Prime Minister Stephen Harper announced federal support for the second phase of the Lake Winnipeg Basin Initiative (LWBI) which will focus on improving water quality for people living in the region as well as for fish and wildlife in and surrounding Lake Winnipeg.
“Lake Winnipeg is a significant driver of the region’s economy that must be protected,” said Harper.
The Lake Winnipeg Basin Initiative aims to restore the ecological health of Lake Winnipeg, reduce pollution from sources such as agriculture, industry and wastewater, and improve water quality for fisheries and recreation. The Lake Winnipeg ecosystem significantly supports freshwater fishery, and the recreation and tourism industry. The Lake Winnipeg ecosystem supports an annual freshwater fishery of $50 million and a $110 million recreation and tourism industry.
Phase II (2012-2017) of the LWBI will build on the work of Phase I (2008-2012) to help transboundary partners understand water quality issues facing Lake Winnipeg and provide scientific research, monitoring and support for community stewardship initiatives to improve the lake’s water quality. It will also provide support for local solutions to reduce nutrient and pollution levels. Science efforts will emphasize water and land-based research in key geographic areas, and increased emphasis will be placed on work with other governments within the watershed.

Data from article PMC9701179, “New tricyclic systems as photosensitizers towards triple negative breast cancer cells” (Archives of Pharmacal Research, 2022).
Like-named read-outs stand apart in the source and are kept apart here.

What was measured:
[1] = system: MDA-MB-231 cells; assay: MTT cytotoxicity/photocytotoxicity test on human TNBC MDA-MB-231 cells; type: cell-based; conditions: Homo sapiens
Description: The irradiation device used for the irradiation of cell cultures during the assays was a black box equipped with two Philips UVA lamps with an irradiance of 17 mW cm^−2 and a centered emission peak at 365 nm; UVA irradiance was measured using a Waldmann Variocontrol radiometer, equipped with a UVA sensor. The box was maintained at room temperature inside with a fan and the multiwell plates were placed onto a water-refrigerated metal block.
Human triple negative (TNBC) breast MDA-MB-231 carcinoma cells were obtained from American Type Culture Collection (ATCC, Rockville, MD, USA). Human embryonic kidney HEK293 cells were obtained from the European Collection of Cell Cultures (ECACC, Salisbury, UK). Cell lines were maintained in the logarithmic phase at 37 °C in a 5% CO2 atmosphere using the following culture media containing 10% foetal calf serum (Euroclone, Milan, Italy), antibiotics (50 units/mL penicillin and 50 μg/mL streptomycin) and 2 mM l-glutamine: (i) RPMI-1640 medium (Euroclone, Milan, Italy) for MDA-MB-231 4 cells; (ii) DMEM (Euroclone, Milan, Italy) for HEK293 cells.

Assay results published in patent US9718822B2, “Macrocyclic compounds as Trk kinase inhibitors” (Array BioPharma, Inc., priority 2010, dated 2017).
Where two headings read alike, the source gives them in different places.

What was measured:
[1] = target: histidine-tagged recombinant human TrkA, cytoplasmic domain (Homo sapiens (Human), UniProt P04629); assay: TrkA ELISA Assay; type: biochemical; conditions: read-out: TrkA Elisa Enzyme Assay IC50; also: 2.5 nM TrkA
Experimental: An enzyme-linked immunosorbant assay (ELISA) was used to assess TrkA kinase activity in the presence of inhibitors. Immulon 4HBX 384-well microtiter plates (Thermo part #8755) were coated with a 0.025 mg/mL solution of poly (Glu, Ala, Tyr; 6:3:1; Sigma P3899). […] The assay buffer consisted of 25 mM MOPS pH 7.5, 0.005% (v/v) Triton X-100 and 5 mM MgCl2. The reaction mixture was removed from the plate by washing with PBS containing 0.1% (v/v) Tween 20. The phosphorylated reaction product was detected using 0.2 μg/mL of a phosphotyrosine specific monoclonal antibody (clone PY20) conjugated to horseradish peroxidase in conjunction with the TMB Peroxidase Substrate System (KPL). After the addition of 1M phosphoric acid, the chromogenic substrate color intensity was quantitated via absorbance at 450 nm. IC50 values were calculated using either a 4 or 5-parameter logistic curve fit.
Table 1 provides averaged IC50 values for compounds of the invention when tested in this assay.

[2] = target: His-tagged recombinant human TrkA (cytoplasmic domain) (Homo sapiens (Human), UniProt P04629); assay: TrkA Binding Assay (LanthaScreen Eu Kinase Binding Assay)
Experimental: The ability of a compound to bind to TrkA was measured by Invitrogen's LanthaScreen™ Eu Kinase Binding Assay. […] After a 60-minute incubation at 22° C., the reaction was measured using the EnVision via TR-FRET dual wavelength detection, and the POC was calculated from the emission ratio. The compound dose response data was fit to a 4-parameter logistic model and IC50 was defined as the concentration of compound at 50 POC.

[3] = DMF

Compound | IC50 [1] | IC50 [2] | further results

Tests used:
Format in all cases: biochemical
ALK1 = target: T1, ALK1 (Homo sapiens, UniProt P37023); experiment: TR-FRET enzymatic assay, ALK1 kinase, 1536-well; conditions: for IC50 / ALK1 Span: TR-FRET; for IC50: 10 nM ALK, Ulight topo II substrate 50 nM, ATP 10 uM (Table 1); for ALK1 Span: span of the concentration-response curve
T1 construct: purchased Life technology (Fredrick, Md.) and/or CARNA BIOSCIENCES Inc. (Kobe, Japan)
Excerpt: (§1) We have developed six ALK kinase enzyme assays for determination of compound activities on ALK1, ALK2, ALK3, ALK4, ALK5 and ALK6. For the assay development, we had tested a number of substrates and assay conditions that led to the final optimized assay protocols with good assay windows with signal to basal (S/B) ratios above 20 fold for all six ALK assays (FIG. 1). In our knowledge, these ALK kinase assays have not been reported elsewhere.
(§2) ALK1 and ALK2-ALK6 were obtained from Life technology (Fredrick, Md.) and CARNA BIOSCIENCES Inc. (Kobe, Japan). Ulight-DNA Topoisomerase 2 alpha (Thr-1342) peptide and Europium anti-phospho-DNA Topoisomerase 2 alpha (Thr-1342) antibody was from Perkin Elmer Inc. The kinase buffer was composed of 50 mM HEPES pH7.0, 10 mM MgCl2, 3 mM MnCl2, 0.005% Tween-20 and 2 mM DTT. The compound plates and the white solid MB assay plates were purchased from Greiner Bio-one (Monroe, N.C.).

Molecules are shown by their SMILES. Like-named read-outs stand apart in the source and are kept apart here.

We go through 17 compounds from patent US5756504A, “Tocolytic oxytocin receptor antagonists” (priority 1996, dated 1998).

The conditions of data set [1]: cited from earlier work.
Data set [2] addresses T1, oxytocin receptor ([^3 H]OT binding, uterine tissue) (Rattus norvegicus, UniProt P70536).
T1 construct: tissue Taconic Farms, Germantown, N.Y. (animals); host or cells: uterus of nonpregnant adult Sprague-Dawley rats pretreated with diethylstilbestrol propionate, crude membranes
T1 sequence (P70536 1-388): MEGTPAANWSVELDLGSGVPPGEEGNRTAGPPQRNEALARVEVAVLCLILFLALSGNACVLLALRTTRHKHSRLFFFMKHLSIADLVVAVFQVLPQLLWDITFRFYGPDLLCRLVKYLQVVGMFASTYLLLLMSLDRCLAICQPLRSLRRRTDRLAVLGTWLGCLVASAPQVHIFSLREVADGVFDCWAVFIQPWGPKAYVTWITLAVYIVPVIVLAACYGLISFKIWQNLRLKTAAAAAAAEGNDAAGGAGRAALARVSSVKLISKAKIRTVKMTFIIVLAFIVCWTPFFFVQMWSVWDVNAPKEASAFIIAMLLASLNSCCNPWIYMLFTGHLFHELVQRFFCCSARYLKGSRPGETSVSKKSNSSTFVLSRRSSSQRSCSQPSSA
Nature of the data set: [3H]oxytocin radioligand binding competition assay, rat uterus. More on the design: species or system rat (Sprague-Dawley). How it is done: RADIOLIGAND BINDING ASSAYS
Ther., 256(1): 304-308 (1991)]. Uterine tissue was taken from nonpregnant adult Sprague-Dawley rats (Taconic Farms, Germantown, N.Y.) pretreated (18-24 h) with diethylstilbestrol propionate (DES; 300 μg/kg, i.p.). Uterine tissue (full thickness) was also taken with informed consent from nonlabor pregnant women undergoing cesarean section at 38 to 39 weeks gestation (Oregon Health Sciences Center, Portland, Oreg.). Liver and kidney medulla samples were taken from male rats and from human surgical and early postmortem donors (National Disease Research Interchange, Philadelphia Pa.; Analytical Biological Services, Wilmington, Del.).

The Coalition to Save the ELA applauded the announcement in a release, but warned that the loss of the Experimental Lakes Area program and its scientists will devastate the capacity of the scientific community to address the causes and find the solutions to Lake Winnipeg’s problems. Dr. Jon Gerrard, Manitoba’s Liberal leader, said that “funding Lake Winnipeg research without funding ELA is like sending rowers to the Olympics without oars.” From the release:
Cancellation of the ELA program is detrimental to the future health of all Canadian lakes, but especially to Lake Winnipeg. ELA scientists have provided much of the aquatic science capacity of Manitoba, both directly and by training the next generation of aquatic scientists. “With this source of talent being cut off by the Harper government, where will new talent come from?” questions David Schindler, Killam Memorial Chair in Ecology, University of Alberta.
Federal support for this project is provided through the Action Plan for Clean Water. Other initiatives under the plan include the clean-up of contaminated sediment in areas of concern in the Great Lakes Basin and the clean-up of Lake Simcoe.